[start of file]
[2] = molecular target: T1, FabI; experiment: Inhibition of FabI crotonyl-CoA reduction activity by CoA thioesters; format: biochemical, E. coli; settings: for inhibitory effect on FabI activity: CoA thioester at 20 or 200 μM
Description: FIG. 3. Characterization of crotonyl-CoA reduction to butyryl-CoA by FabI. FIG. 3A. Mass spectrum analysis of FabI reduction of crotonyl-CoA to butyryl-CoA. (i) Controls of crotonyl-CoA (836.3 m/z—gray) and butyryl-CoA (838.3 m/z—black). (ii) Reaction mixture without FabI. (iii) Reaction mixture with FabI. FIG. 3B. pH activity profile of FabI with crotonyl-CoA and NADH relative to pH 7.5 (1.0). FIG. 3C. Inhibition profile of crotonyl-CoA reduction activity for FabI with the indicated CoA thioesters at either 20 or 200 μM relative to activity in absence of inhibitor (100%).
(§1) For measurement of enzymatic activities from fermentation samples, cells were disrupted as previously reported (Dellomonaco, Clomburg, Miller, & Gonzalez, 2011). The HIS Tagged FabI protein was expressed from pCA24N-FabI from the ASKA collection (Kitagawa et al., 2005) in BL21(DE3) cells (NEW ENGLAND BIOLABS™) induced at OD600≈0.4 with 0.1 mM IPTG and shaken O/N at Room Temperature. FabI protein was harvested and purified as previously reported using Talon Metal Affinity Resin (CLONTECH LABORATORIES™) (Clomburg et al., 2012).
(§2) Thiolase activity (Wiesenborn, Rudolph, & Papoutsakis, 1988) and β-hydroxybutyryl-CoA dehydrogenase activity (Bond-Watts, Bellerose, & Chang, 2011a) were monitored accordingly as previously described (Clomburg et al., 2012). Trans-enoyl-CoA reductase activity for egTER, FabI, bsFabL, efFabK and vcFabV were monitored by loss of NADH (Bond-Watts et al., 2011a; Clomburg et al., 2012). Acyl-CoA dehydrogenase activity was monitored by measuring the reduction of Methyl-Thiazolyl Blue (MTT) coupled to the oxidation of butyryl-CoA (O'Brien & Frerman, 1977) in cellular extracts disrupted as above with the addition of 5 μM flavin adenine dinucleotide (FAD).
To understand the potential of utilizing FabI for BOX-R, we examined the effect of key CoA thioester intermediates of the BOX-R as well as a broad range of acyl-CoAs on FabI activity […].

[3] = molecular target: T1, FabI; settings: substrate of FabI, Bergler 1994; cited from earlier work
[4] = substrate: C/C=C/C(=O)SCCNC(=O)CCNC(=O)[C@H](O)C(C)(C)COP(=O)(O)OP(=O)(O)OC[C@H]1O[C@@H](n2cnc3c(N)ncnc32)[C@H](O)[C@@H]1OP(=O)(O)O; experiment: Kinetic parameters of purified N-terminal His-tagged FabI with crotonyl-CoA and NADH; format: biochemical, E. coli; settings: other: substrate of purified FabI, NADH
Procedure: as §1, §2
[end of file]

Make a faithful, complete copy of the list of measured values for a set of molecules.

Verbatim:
[2] = molecular target: T1, FabI; experiment: Inhibition of FabI crotonyl-CoA reduction activity by CoA thioesters; format: biochemical, E. coli; settings: for inhibitory effect on FabI activity: CoA thioester at 20 or 200 μM
Description: FIG. 3. Characterization of crotonyl-CoA reduction to butyryl-CoA by FabI. FIG. 3A. Mass spectrum analysis of FabI reduction of crotonyl-CoA to butyryl-CoA. (i) Controls of crotonyl-CoA (836.3 m/z—gray) and butyryl-CoA (838.3 m/z—black). (ii) Reaction mixture without FabI. (iii) Reaction mixture with FabI. FIG. 3B. pH activity profile of FabI with crotonyl-CoA and NADH relative to pH 7.5 (1.0). FIG. 3C. Inhibition profile of crotonyl-CoA reduction activity for FabI with the indicated CoA thioesters at either 20 or 200 μM relative to activity in absence of inhibitor (100%).
(§1) For measurement of enzymatic activities from fermentation samples, cells were disrupted as previously reported (Dellomonaco, Clomburg, Miller, & Gonzalez, 2011). The HIS Tagged FabI protein was expressed from pCA24N-FabI from the ASKA collection (Kitagawa et al., 2005) in BL21(DE3) cells (NEW ENGLAND BIOLABS™) induced at OD600≈0.4 with 0.1 mM IPTG and shaken O/N at Room Temperature. FabI protein was harvested and purified as previously reported using Talon Metal Affinity Resin (CLONTECH LABORATORIES™) (Clomburg et al., 2012).
(§2) Thiolase activity (Wiesenborn, Rudolph, & Papoutsakis, 1988) and β-hydroxybutyryl-CoA dehydrogenase activity (Bond-Watts, Bellerose, & Chang, 2011a) were monitored accordingly as previously described (Clomburg et al., 2012). Trans-enoyl-CoA reductase activity for egTER, FabI, bsFabL, efFabK and vcFabV were monitored by loss of NADH (Bond-Watts et al., 2011a; Clomburg et al., 2012). Acyl-CoA dehydrogenase activity was monitored by measuring the reduction of Methyl-Thiazolyl Blue (MTT) coupled to the oxidation of butyryl-CoA (O'Brien & Frerman, 1977) in cellular extracts disrupted as above with the addition of 5 μM flavin adenine dinucleotide (FAD).
To understand the potential of utilizing FabI for BOX-R, we examined the effect of key CoA thioester intermediates of the BOX-R as well as a broad range of acyl-CoAs on FabI activity […].

[3] = molecular target: T1, FabI; settings: substrate of FabI, Bergler 1994; cited from earlier work
[4] = substrate: C/C=C/C(=O)SCCNC(=O)CCNC(=O)[C@H](O)C(C)(C)COP(=O)(O)OP(=O)(O)OC[C@H]1O[C@@H](n2cnc3c(N)ncnc32)[C@H](O)[C@@H]1OP(=O)(O)O; experiment: Kinetic parameters of purified N-terminal His-tagged FabI with crotonyl-CoA and NADH; format: biochemical, E. coli; settings: other: substrate of purified FabI, NADH
Procedure: as §1, §2